The essay "Separation of Powers Within the United Kingdom Constitution" explains the importance of “trias politica” doctrine for the structure and functionating of a state. Separation of power identifies the major institutions of the state, allocates power and prescribes limitations on those powers…
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The English government has three branches which include: the executive, the legislature and the judiciary. The U.K is a constitutional monarchy. The monarch is the executive head of state while the Prime Minister is the head of government. Additionally, the Executive includes cabinet ministers, civil service, the police and the armed forces. The Executive formulates and implements government laws. The legislature, formally the “Queen in Parliament” is responsible for making laws. The judiciary is supposed to be free from parliament and the executive and is responsible for resolving conflicts between institutions of the state, individuals and the state and individuals, immune from criticism. Separation of powers, strengthened by the rule of law and parliamentary sovereignty is highly emphasized in the English Constitution. There would be no liberty if the same man or the same body exercised those three powers.
The powers of the three arms of government generally overlap. The British Constitution does not strictly separate the powers. This is mainly due to the complexity and the interrelated nature of the functions of the state. A solid example of overlap between the three branches is the position of Lord Chancellor who is a member of the Cabinet, the head of the judiciary and also chairs the House of Lords when they sit as a legislature. The Constitutional Reform is currently reforming this role to highlight SOP. However, some argue that such a position acts as a bridge between the executive and the judiciary. ...
However, some argue that such a position acts as a bridge between the executive and the judiciary. The executive and legislature have great connections in exercise of their powers. According to Bagehot (1867) that relationship is the “efficient secret of the English Constitution.” Overlaps are evident as seen when ministers sit in parliament and perform legislative functions; and the executive tends to control MPs to vote in a certain way. The government is usually made up of the party with the majority of seats in the House of Commons, which means that the executive has great control on legislative decisions. The Prime Minister, cabinet and bureaucracy determine the legislative agenda and the cabinet. Also, many judicial officers such as the Attorney General and the Lord Chancellor are appointed by the government. The executive generally dominates especially in cases where the government has a firm majority in the House of Commons to the extent that it is assured of winning major votes in the House. In Britain, a government of national majority coalition draws its political leadership in dominant control of authoritative decision making; and national public policy. The legislature may interfere in executive roles when government loses a vote of confidence and through Acts of parliament which may affect executive decisions. There is an overlap between the Judiciary and the Executive in that the Lord Chancellor who is the head of Judiciary also sits in the cabinet. In this case a member of the Judiciary finds himself in the cabinet. Again the Lord Chancellor chairs the House of Lords when they sit as legislature. In this instance a person who heads the Judiciary also chairs the proceedings of the legislature. There is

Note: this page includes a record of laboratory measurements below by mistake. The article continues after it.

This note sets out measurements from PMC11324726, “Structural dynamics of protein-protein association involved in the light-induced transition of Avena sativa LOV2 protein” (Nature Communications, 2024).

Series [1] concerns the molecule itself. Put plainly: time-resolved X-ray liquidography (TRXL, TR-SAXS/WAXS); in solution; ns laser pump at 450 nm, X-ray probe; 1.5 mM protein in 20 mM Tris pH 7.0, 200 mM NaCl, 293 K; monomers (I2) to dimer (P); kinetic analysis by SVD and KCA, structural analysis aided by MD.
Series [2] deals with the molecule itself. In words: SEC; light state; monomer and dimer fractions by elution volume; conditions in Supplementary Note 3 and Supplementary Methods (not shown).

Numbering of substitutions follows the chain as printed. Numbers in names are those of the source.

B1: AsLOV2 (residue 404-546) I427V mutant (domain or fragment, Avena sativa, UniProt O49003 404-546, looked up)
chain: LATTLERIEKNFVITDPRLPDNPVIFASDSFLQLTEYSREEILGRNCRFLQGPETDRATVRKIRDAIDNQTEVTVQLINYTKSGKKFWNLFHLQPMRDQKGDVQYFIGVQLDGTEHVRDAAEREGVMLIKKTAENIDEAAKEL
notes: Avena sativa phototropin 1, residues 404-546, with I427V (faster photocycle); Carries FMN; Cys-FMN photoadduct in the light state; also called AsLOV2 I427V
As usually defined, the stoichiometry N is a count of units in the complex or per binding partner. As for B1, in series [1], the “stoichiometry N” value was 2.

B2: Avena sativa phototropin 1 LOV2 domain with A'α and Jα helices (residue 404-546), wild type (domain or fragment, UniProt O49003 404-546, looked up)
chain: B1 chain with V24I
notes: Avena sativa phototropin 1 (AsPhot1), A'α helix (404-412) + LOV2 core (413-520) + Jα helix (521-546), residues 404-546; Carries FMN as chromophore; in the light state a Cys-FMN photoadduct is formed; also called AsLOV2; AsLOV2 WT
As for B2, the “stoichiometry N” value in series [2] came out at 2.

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It is evident from the study that the separation of powers is a constitutional principle which is designed to ensure that the functions, personnel and the powers of the major institutions of the state are not concentrated in one body. It ensures the diffusion of the powers among different bodies in the country.
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